Apologies for the lengthy post but I wanted to put in enough details for the experienced folks to be able to offer help and for the inexperienced folks that follow to get some useful info.
I’ve got a stack of 4 Studio LX 2TB drives connected to my Windows XP system. They were bought at different times but they are the same model and capacity. Recently, one of the drives has been generating “delayed write” errors in Windows. This would occasionally happen across all the drives - which I had chalked up to issues with the firewire 800 interface - but usually just rebooting the drives and the system would cause things to start working again. This time, this one drive just continually kept causing errors…I figured that was my warning to start backing up that data and getting off that drive.
During the various sessions to copy data off the drive though, I started getting CRC errors in Windows. Thinking that the problem still had something to do with the Firewire 800 interface, I disconnected that and connected the drive via USB. No change. I also started to notice that even though I was getting CRC errors when copying the data, there were some times when a directory/files that caused CRC errors and wouldn’t copy one time were then able to be copied another time…leading me to believe that the drive itself may not have an issue…I started to suspect the electronics surrounding the drive. Further reads here firmed up that opinion.
So now I just wanted to find a way to get the data off the drive. I decided to crack open the case and access the drive inside. I only found one article on how to open that type of case but I couldn’t really make that work and ended up (gently) mangling the case a bit to get inside. I made sure not to damage any components inside but it’s clear that the case will eventually be heading for the scrap heap.
Like many before me, I saw that the drive inside was a SATA drive, so I pulled it, opened up the Dell Windows machine, and connected it inside to see if it would read. Drive manager could see the drive but called it “uninitialized” and a Windows wizard popped up, asking me to initialize it. Wanting to go slow, I cancelled and did a bit more research…
I saw various posts talking about the encryption, etc and realized that just putting it in a machine wouldn’t make the data readable. I pulled it out, connected it back to the Studio LX board and confirmed that it would show up in the machine as before (so no damage) but I knew I still wouldn’t be able to read all the data without error. I started to think about canabalizing one of the other Studio LXs to use the hardware board…but I knew that I’d lose the case…and didn’t want to potentially screw up the data on a second drive… I thought about looking for a Studio LX on eBay and canabalizing that instead…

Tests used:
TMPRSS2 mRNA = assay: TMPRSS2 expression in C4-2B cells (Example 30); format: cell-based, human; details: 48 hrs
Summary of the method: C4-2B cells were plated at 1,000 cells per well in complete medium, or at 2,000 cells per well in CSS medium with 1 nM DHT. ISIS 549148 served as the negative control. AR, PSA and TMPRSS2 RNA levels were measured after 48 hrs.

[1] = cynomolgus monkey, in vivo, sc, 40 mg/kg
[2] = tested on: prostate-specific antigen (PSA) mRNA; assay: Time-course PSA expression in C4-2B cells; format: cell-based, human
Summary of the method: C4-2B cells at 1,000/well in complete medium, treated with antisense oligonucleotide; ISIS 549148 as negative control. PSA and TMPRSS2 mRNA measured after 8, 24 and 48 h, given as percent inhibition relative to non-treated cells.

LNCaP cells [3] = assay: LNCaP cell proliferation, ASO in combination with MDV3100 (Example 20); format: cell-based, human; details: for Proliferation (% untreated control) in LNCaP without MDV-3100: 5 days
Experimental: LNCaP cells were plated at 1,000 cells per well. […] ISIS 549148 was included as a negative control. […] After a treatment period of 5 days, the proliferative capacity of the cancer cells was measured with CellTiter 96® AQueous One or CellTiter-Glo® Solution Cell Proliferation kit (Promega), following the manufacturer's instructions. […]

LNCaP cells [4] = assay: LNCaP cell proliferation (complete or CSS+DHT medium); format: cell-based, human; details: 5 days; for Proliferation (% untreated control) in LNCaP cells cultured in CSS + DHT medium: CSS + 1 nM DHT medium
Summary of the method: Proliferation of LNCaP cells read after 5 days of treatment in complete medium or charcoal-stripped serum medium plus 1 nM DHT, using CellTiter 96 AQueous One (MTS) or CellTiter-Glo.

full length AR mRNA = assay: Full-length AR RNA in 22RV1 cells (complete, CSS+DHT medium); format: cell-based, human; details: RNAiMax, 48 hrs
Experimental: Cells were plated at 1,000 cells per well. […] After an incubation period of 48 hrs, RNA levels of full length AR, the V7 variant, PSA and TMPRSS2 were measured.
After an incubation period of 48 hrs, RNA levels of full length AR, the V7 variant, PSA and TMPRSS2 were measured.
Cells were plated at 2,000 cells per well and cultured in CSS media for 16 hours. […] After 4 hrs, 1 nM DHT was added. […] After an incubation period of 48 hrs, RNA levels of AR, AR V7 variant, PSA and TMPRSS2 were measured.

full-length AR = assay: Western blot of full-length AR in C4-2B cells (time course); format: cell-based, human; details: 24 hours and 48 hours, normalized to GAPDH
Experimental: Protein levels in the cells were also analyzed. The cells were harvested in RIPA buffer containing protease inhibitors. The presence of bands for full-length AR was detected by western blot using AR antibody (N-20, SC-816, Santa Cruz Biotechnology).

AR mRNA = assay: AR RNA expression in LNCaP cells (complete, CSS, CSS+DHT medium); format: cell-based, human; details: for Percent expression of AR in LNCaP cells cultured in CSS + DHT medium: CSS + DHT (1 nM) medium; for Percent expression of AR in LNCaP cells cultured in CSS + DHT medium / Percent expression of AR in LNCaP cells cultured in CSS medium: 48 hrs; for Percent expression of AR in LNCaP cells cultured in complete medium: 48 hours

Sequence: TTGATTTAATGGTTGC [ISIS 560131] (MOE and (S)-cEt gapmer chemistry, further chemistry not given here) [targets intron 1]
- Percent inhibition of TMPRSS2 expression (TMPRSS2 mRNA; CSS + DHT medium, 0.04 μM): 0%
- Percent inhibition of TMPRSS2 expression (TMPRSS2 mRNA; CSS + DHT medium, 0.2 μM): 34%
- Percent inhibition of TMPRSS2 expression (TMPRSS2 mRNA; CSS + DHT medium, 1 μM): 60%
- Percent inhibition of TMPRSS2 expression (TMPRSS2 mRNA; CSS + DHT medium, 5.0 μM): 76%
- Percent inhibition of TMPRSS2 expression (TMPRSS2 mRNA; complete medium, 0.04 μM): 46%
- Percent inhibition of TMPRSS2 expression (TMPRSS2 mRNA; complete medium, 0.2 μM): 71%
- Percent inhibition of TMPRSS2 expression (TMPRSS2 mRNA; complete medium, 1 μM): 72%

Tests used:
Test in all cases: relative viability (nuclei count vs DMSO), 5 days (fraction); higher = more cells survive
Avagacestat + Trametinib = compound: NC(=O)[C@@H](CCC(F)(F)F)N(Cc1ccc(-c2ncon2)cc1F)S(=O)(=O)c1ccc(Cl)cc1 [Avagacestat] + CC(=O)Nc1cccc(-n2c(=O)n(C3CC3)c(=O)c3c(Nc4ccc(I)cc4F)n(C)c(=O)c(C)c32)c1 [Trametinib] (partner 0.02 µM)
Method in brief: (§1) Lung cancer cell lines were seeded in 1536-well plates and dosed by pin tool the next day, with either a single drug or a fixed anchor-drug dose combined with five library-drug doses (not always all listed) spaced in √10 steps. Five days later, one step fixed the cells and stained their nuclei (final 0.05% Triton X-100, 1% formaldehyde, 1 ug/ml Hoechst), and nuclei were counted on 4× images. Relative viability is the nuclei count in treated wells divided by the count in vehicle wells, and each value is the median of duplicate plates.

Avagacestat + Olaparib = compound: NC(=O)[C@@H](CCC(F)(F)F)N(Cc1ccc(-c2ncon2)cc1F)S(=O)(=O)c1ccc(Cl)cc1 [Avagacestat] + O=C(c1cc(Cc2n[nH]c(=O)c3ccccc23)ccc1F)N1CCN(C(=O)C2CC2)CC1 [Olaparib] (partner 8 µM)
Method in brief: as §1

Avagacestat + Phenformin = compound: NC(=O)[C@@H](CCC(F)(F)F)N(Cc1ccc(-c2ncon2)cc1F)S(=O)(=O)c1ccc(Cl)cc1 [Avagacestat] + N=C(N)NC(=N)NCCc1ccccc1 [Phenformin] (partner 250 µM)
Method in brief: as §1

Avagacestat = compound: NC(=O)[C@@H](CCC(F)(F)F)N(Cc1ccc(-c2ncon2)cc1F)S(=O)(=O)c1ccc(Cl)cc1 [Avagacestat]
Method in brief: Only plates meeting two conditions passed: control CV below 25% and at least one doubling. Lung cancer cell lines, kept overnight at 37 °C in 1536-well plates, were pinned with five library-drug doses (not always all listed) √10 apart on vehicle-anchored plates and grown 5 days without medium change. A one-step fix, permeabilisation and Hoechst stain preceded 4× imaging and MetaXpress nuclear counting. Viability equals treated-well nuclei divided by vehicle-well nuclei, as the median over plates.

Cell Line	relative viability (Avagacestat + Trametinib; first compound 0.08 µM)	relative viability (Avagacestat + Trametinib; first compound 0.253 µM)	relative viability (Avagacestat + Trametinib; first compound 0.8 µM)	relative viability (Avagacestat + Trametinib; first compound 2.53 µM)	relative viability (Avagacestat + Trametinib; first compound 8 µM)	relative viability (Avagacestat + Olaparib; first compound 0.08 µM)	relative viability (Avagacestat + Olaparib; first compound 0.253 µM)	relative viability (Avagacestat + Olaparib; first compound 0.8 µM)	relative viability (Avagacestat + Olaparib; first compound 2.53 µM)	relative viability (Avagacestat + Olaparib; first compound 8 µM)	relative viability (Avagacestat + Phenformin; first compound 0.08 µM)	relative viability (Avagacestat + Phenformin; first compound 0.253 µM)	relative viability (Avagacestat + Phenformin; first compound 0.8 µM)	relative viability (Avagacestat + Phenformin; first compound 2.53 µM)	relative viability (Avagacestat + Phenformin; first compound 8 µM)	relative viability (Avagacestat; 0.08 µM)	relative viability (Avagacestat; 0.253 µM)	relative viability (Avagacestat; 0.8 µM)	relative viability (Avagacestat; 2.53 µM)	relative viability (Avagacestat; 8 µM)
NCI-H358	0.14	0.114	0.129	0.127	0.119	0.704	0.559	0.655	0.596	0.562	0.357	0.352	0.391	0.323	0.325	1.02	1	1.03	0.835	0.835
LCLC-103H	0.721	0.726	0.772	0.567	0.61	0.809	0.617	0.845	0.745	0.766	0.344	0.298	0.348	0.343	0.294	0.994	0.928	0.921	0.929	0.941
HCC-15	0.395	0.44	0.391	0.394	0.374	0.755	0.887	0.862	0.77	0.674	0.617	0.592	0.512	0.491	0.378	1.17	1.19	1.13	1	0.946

Then my brilliant mind kept thinking about the encryption. Could it really be that all the data is encrypted on the disk? I brought up the SmartWare software and disabled the security feature…took about a second. I started thinking to myself that if this thing had full disk encryption, there’s no way that it could only take a second to disable it across the whole disk…
First question : Does the Studio LX really use full disk encryption?
I thought about the performance implications of full disk encryption and figured that can’t be the case…and started thinking about the HTFS formatting that I always do when putting in a new one of these…figured that if it’s formatted to NTFS, then perhaps by turning off the security feature, it may be readable by the Dell desktop…I put it back in. No change; windows wanted me to initialize it. This time, I did…
So the drive was now initialized. I did the first “destructive” thing to the drive, hoping that once initilaized, Windows would be able to access the HTFS data and I’d be home free. No dice. Windows now called it “unpartitioned”. At this point, I stopped. Pulled the drive back out and reconnected it to the Studio LX board and connected the USB back to the desktop.
Ooops. Now the SmartWare software is now saying “No writeable WD SmartWare partition found”. Since it was able to read it before, I suspected the initialization in Windows screwed something up. I disconnected and reconnected the USB a few times…no change. Restarted the Studio LX electronics a few times…no change. Then I read this article from fzabkar and confirmed in my mind that initializing was a bad thing to do. But seeing the reference to a “relatively” easy repair if the previous poster had stopped at initialization, I am hopeful. So that’s where I am. Full stop.
Second question : I want to get the Studio LX hardware back to the point where it can read/recognize the WD partition and the data on it. How do I “undo” the effects of the Windows initialization process?
I figure I will worry about the next step - how to successfully access the data - after I recover from the Windows initialized disk problem.
Thanks to all!